Understanding and Trusting Science


Authors
Matthew Slater
Bucknell University
Abstract
Science communication via testimony requires a certain level of trust. But in the context of ideologically-entangled scientific issues, trust is in short supply—particularly when the issues are politically ‘entangled’. In such cases, cultural values are better predictors than scientific literacy for whether agents trust the publicly-directed claims of the scientific community. In this paper, we argue that a common way of thinking about scientific literacy—as knowledge of particular scientific facts or concepts—ought to give way to a second-order understanding of science as a process as a more important notion for the public’s trust of science.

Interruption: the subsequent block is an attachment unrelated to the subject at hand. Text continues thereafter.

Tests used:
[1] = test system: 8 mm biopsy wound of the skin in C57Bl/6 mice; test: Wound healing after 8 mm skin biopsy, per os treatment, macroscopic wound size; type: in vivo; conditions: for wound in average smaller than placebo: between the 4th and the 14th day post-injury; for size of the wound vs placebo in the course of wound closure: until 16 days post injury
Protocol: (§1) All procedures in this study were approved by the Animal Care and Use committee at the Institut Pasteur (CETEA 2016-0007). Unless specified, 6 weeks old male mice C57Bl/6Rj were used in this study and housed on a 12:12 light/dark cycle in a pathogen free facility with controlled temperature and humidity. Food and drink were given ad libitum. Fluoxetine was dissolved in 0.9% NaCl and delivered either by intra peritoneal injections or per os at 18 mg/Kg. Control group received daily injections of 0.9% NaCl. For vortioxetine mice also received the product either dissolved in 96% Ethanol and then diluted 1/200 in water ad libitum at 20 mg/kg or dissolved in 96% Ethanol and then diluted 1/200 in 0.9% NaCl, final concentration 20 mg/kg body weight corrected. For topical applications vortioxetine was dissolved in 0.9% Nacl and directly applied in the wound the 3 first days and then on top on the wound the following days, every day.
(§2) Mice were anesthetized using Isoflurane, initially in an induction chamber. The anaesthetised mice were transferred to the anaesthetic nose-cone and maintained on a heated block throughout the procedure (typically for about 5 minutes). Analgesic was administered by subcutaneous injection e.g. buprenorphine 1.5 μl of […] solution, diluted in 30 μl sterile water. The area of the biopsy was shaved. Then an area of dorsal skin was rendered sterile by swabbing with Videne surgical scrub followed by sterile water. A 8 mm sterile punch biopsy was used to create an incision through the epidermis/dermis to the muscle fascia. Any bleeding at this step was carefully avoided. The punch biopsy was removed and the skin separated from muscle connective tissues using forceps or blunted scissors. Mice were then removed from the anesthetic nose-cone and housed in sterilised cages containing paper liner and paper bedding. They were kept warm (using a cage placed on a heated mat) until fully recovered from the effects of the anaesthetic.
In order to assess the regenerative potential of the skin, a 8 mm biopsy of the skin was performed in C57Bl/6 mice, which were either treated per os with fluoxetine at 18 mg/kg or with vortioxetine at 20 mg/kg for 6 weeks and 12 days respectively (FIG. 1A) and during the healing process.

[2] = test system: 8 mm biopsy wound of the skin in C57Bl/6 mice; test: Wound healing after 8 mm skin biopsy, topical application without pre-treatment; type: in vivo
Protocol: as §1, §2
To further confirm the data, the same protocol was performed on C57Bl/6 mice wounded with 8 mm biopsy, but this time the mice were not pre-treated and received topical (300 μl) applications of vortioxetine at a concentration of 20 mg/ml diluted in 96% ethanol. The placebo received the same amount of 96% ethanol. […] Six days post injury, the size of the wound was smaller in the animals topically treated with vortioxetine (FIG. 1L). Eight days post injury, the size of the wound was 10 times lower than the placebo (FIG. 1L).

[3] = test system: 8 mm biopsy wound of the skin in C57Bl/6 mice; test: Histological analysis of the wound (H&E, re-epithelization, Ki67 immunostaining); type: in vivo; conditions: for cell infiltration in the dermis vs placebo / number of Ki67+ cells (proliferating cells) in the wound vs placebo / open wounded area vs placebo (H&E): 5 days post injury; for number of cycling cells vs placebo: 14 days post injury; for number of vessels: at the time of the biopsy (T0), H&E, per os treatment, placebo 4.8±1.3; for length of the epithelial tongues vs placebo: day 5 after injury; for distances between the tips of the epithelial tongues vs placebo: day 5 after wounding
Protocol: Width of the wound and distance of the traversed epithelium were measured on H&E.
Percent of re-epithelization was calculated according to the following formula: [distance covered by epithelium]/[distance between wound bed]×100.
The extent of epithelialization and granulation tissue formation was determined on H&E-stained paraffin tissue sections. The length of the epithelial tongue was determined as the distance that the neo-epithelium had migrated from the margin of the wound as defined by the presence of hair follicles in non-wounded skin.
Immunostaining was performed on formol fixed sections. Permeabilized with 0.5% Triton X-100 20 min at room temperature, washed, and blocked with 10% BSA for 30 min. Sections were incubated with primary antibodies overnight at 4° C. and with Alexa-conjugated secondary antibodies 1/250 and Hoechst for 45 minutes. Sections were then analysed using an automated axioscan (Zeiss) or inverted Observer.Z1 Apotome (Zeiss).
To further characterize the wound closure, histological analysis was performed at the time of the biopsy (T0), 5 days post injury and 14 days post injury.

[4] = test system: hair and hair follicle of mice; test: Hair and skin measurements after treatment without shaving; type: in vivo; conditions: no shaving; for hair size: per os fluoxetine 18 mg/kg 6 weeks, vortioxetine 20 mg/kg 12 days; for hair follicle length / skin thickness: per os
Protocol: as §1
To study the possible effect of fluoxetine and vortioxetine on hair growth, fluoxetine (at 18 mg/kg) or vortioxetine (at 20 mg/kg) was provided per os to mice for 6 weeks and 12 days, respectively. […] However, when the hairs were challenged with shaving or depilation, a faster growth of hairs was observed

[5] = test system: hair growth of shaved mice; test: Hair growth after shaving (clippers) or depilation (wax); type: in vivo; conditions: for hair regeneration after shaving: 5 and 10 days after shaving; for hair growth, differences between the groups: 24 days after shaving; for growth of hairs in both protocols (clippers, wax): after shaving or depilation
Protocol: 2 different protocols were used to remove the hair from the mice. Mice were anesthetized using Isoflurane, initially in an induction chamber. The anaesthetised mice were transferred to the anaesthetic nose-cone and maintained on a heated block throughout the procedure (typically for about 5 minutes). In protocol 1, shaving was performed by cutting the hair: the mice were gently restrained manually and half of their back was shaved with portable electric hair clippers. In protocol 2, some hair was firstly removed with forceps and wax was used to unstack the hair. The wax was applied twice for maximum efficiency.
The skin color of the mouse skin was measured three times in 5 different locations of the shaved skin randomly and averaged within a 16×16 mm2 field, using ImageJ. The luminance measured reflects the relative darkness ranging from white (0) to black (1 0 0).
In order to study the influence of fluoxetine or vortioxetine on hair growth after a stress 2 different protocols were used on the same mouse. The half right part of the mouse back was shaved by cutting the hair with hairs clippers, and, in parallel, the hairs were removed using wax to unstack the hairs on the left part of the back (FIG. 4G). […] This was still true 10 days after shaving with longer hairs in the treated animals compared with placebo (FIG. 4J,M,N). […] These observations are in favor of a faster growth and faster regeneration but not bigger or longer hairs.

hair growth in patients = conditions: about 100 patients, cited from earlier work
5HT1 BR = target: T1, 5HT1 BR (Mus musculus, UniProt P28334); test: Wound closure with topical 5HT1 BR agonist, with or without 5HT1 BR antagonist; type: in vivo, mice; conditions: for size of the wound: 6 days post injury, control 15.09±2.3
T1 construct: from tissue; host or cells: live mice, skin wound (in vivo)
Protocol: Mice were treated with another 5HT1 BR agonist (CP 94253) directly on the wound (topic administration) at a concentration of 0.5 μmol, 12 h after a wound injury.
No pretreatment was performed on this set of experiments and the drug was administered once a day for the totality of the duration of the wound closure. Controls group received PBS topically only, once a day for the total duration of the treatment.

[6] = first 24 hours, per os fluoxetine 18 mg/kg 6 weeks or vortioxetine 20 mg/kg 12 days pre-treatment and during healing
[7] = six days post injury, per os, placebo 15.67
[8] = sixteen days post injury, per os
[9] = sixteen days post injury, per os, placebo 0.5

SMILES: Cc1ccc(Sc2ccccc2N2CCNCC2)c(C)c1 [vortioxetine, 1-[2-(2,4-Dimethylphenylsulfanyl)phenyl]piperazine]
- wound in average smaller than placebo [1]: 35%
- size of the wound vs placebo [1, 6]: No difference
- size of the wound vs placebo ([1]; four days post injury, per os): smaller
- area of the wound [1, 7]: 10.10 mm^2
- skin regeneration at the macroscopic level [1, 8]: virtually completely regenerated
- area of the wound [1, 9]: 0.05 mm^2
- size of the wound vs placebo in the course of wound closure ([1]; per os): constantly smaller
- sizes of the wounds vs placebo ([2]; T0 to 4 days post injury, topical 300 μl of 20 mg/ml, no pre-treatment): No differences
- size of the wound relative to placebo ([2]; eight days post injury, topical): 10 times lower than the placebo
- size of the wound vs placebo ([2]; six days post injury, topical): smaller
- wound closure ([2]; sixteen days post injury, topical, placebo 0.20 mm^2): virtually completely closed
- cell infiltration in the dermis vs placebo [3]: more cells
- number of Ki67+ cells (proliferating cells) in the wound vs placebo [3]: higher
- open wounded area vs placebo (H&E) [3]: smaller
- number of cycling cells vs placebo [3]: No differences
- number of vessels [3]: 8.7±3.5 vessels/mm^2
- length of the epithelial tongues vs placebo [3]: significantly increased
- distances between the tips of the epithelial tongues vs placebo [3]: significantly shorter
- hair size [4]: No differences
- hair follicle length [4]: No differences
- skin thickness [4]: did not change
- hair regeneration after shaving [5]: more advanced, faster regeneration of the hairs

Keywords scientific literacy  trust  testimony
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DOI 10.1007/s10838-019-09447-9
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References found in this work BETA

The Structure of Scientific Revolutions.Thomas S. Kuhn - 1962 - British Journal for the Philosophy of Science 22 (3):287-297.
The Structure of Scientific Revolutions.Thomas S. Kuhn - 1962 - British Journal for the Philosophy of Science 15 (58):158-161.
Science, Truth, and Democracy.Philip Kitcher - 2003 - Mind 112 (448):746-749.

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